Founded in 2018, the EVMS Medical French program partners with the Norfolk Chapter of Alliance Française to allow student participants to complete certification as French Speaking Clinicians. The multi-faceted program consists of language classes, conversation groups, lectures, clinical outreach, and cultural training. This initiative aims at improving the quality and accessibility of healthcare for vulnerable French-speaking communities in the Hampton Roads areas. This program also prepares students to work in international francophone settings.
In addition to serving the community with several medically oriented groups, EVMS students and faculty are very active in general service.
EVMS students began collecting new and used coats through Coats for Kids—formerly "Operation Overcoat"—in 1987. Coats for Kids distributes thousands of coats each year to the area's needy children. WAVY-TV is media sponsor of Coats for Kids. Albano Cleaners dry clean all the donated coats and distribute them among the distribution sites. Despite outgrowing its origins as a simple student-run event, EVMS has continued to participate, with students volunteering several times yearly at the on-campus drop-off and distribution site.
Beginning in 2002, EVMS students radically transform academic buildings into a "Haunted Hallway" for local children who would otherwise be unable to enjoy traditional Halloween activities due to safety concerns. Families are provided shuttle service to campus for an array of traditional Halloween activities, games, crafts and haunted mazes.
The American Medical Association-MSS is dedicated to representing medical students, improving medical education, developing leadership, and promoting activism for the health of America.
The American Medical Student Association (AMSA), with more than a half-century history of medical student activism, is the oldest and largest independent association of physicians-in-training in the United States. Founded in 1950, AMSA is a student-governed, non-profit organization committed to representing the concerns of physicians-in-training. AMSA began under the auspices of the American Medical Association (AMA) to provide medical students a chance to participate in organized medicine. Starting in 1960, the association refocused its energies on the problems of the medically underserved, inequities in our health-care system and related issues in medical education. Since 1968, AMSA has been a fully independent student organization. With approximately 50,000 members, including medical and premedical students, residents and practicing physicians, AMSA is committed to improving medical training as well as advancing the profession of medicine. AMSA focuses on four strategic priorities, including universal healthcare, disparities in medicine, diversity in medicine and transforming the culture of medical education. Today, AMSA continues its commitment to improving medical training and the nation's health.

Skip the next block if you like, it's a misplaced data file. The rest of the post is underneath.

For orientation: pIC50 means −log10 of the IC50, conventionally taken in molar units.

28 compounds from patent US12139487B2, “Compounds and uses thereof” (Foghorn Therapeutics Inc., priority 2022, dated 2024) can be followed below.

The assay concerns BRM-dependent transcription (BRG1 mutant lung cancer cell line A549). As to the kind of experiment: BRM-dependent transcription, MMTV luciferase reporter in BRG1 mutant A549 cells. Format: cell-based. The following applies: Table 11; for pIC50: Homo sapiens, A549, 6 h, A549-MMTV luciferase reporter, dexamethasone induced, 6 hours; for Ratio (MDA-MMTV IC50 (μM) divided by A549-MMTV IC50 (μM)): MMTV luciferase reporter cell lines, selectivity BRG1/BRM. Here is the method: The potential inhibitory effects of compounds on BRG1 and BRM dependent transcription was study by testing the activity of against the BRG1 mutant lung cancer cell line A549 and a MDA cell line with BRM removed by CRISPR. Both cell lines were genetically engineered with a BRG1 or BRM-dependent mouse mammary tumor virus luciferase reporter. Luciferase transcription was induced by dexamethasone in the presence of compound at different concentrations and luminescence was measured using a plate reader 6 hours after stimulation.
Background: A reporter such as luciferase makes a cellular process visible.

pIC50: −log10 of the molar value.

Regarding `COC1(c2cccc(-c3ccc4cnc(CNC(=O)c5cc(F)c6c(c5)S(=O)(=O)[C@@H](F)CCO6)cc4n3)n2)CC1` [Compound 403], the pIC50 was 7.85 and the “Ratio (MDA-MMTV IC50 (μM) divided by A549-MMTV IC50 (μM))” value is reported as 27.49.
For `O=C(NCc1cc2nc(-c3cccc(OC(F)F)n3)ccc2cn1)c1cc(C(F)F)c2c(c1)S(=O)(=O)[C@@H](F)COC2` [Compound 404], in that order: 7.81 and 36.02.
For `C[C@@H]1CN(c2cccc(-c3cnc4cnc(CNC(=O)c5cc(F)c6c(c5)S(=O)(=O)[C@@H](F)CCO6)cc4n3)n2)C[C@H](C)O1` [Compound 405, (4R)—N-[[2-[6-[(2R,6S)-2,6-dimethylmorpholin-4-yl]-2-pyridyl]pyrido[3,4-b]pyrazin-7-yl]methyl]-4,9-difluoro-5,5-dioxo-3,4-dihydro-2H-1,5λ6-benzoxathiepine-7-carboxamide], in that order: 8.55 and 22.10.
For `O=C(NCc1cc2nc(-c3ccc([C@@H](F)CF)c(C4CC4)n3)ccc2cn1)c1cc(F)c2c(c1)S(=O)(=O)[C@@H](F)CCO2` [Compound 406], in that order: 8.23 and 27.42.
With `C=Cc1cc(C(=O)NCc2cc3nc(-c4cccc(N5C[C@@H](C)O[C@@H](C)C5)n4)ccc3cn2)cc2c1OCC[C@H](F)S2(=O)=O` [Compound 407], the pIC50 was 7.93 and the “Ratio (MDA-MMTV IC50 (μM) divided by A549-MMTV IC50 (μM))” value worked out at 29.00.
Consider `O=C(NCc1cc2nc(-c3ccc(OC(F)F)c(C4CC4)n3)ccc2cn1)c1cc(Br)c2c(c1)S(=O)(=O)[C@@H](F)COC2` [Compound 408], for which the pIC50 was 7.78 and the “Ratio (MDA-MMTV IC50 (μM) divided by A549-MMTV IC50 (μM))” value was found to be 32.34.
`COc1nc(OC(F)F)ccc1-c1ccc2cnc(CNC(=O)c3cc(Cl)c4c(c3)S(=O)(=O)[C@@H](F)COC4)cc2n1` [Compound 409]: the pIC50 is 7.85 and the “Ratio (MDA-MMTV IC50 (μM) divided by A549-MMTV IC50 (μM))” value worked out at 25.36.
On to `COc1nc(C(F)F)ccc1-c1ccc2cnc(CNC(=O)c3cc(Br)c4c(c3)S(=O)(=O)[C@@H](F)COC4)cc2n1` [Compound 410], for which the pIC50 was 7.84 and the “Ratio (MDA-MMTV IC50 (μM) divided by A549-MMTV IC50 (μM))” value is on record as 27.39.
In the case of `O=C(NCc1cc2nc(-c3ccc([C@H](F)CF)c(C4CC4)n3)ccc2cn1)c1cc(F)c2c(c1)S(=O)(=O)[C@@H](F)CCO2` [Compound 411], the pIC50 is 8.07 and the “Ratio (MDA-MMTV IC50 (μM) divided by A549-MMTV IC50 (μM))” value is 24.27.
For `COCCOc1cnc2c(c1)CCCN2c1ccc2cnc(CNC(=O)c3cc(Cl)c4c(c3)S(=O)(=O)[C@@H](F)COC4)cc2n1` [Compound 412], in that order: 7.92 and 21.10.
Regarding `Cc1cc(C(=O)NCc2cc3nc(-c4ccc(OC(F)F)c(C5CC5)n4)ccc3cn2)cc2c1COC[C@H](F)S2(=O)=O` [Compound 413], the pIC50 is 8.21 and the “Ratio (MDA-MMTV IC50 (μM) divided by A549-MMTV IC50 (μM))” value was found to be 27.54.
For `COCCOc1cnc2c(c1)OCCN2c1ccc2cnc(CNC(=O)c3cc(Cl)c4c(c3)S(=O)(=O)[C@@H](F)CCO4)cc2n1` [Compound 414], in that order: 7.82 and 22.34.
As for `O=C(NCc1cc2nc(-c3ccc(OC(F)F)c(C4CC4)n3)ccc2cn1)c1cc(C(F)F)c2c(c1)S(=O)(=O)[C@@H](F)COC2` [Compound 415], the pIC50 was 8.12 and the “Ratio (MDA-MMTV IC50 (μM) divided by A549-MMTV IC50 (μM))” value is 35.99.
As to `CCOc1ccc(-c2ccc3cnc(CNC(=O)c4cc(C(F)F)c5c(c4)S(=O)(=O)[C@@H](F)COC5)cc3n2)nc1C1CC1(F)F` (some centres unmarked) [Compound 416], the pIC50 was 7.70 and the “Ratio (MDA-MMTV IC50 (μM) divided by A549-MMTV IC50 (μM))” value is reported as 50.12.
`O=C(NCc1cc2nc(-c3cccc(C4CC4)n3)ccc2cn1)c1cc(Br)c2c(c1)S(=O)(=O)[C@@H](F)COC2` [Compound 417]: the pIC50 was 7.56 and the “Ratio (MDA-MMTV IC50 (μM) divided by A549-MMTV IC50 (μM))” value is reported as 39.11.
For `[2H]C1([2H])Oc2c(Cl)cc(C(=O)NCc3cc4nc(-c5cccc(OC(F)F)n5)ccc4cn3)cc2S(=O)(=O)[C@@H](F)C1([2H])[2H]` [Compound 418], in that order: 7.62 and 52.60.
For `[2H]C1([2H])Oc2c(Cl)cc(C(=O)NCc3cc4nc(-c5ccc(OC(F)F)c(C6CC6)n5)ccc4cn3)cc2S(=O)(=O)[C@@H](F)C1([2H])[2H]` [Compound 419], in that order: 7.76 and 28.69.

This student group was formed to bring together students and provide a safe and open space at EVMS to discuss LGBTQ issues, especially topics related to health care. Each year, the group does presentations for the other medical interest groups to help bring LGBTQ awareness to other students as they pursue their medical school training.
Just as the rest of the nation's medical school students find out what residency program they are to join, EVMS celebrates its "Match Day" on the third Friday of March (previously third Thursday of March). However, unique to EVMS is a long-standing tradition of dressing up in costume based on a varying yearly theme. Examples of past themes have included "Plan B," "Heroes and Villains," and "Rock Stars." However, this tradition was discontinued with Class of 2016.
Several Fridays throughout the year, EVMS will fund a social outing providing food and often entertainment for the students, residents and faculty at either a local restaurant or on school grounds. A tradition dating back to the school's early years, this tradition is designed to help promote collegiality and provide stress relief throughout the difficult times of medical education. The tradition initially involved alcoholic beverages, however these were removed when they were no longer allowed on campus.
Every year during the fall semester, the first and second year medical school classes get together to play a game of football where the female students compete and male students are on the sidelines cheering. Games are refereed by the third and fourth medical school classes, which always makes each year's game interesting. Traditionally, the second year students beat the first years.
To mark the official entrance into the medical community and the beginning of a medical student's education, each first year medical and physician assistant student is "coated" by an attending physician of EVMS. The ceremony usually ends with the reciting of the Hippocratic Oath.
To signify the transition of the short white coat of the medical student to that of the full-length coat of the physician, the original short coats are burned in a ceremony similar to that of an American Flag being retired from service. This tradition began as an informal, student-run activity, simply referred to as the "White Coat Burning." However, in 2010, the Office of Alumni Relations formalized and expanded the celebration as a means to welcome the graduating class into the Alumni Association. The ceremony won the 2011 Association of American Medical Colleges (AAMC) Award of Excellence for being a "new take on an old tradition".
In a 2007 study conducted by Old Dominion University, EVMS was found to not only be important for the region's physical health, but also among the greatest economic influences on the region. The study found the following: